Now in Ukraine and Russia we see the rise of the so-called experts: they’re inviting them to T.V. shows and asking them to comment on current events. Often these people have a scientific degree. How can we blur the distinction between science and the ideological service of the interests of the elite in such a situation?
There are experts, there’s knowledge. Basically, everyone has knowledge. But only certain people have the role of an expert. An expert is a social role and its distinction is connected with the structure of the elite. And again, Jeff Schmidt’s book is link number one to this theme. An expert is a certain scientific degree. But how can you get this degree? You have to not only do work, but do this work right, you have to have good relationships with scientists, with your commission, etc. I mean, the higher education system and the academic system in total actually works as a social filter, including for producing experts. You become an expert if the system lets you through. Accordingly, the majority of experts are the mouth and mind of the elite. In all honesty, I’m surprised that people in Ukraine and Russia trust them. In the West, Brexit and the election of Trump are a reaction against the elite, against experts. For this topic, I have a bunch of examples in America of all the experts saying, “Life is good, life is good,” when in fact it’s not entirely good. Brexit and the election of Trump are actually such a rebellion against experts. Don’t be surprised by this, experts are not only knowledgeable people, but they have a specific social function. As soon as you understand this social function, you understand why it really starts to annoy a simple everyday person. It’s a question, in essence, for the scientific community; it’s essentially the corruption of the scientific community after all. It’s that the scientific community creates a filter that serves the elite of the world. In reality, it’s corruption and this topic seriously needs to braised, why there’s such a gap between experts, scientists, and the working class. Well, and as we know, these experts don’t always tell the truth. In physics, even: for example, recently, the Atomic Energy Commission Chairman in India (Srikumar Banerjee) recently said that the probability of a malfunction at a nuclear plant is “one in infinity.” Although there have already been five in our lifetime. When an expert makes such proclamations, of course he’s speaking not as a scientist, but as an apologist for the elite. All in all, it’s very hard to draw the line between science and apologetics in the statements of public experts. But this doesn’t mean that there can’t be an institute of experts that works in the interests of society. But it’s a deliberately politicized project that cannot exist in and of itself, but should at least be a part of “civil society,” or, if it’s more effective, then a part of a working movement.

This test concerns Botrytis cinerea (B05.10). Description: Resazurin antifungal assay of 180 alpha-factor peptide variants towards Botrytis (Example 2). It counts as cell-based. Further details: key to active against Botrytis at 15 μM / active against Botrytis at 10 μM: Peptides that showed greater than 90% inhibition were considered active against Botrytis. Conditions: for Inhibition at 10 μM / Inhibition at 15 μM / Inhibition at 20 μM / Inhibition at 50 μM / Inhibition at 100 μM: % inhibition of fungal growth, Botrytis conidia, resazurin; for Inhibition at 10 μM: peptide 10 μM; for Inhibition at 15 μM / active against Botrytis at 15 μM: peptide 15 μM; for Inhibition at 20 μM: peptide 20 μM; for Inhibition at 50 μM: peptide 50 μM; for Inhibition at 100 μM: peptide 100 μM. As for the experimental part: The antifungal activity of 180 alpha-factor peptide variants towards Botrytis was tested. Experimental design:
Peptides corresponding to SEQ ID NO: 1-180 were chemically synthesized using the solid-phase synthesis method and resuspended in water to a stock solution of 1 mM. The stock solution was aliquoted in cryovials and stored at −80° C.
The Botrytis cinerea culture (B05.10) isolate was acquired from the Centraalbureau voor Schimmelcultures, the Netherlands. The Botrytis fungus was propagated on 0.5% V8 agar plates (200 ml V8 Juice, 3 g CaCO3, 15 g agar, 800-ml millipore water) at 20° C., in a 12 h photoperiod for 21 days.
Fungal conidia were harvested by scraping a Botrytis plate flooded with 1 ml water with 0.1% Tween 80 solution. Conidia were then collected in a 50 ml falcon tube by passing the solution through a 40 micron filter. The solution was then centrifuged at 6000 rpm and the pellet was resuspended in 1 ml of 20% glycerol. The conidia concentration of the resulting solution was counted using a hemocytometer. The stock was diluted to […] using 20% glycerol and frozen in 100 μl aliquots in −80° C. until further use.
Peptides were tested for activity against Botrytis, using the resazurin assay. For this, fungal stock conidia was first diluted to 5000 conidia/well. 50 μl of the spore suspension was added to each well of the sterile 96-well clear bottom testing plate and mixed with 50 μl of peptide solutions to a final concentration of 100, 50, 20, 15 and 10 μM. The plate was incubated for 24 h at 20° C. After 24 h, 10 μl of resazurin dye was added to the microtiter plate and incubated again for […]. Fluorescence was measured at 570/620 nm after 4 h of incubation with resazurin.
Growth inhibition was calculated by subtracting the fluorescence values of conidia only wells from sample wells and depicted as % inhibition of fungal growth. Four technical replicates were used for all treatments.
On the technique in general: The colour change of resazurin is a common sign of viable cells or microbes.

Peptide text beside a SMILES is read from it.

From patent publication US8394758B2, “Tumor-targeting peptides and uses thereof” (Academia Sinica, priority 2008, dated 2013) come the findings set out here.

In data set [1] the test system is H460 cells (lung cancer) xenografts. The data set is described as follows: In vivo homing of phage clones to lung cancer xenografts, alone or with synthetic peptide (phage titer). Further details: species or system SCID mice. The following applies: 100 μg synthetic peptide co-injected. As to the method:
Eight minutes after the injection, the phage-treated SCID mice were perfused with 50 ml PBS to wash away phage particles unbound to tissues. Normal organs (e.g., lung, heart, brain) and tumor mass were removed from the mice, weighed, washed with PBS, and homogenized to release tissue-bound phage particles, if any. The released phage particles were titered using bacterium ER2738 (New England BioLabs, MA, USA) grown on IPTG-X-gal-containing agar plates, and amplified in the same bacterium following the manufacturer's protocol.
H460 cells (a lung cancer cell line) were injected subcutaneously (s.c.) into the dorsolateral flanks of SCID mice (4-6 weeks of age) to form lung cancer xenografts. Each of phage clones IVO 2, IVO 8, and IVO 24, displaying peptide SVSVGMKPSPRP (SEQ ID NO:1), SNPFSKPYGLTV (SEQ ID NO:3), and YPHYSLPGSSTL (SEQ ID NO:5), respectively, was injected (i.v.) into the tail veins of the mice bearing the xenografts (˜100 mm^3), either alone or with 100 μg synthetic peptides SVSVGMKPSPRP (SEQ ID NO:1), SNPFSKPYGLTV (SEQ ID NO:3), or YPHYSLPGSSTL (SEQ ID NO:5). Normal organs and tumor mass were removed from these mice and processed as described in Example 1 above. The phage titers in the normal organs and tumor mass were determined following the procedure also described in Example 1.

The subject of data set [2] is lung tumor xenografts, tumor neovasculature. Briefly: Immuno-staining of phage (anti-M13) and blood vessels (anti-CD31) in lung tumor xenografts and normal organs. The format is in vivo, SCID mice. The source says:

How do you feel about the popular idea that a scientist should know how to tell the story of his project – what’s called storytelling?
Here you need to distinguish two, at first glance, almost indistinguishable, but under further analysis qualitatively different understandings. The first is the popularization of scientific research, the second is storytelling.
Basically, fundamental research is financed by taxpayers, therefore, I feel that it’s our duty to plainly explain what we scientists are spending our money on. Moreover, using popular language, the research results can be effectively explained to colleagues from other specializations, which in turn can lead to the unexpected synthesis of ideas. It’s a very important professional aspect of the popularization of science. All in all, I feel good about popularization as an effective instrument within the scientific and public communication of the latest achievements.
Storytelling is the result of a dialectical synthesis of popularization (as distinguished above) with a neoliberal ideology. In a modern context, a result of scientific research isn’t considered a generally available good (even if it’s financed exclusively by the state!), but a good that has an exchange value, in other words, an object of intellectual property. With this approach, storytelling is a company in communication with society for marketing and PR campaign aimed at attracting either private or state investments. Storytelling is only just the “exhaust gas” of the large-scale commercialization of higher education that is occurring under neoliberalism. Therefore, I’m against storytelling since I feel that the results of a study financed by society should be a societal good, and not “kidnapped” property.
Denys Bondar is an Assistant Professor of Quantum Science and Technology at Tulane University.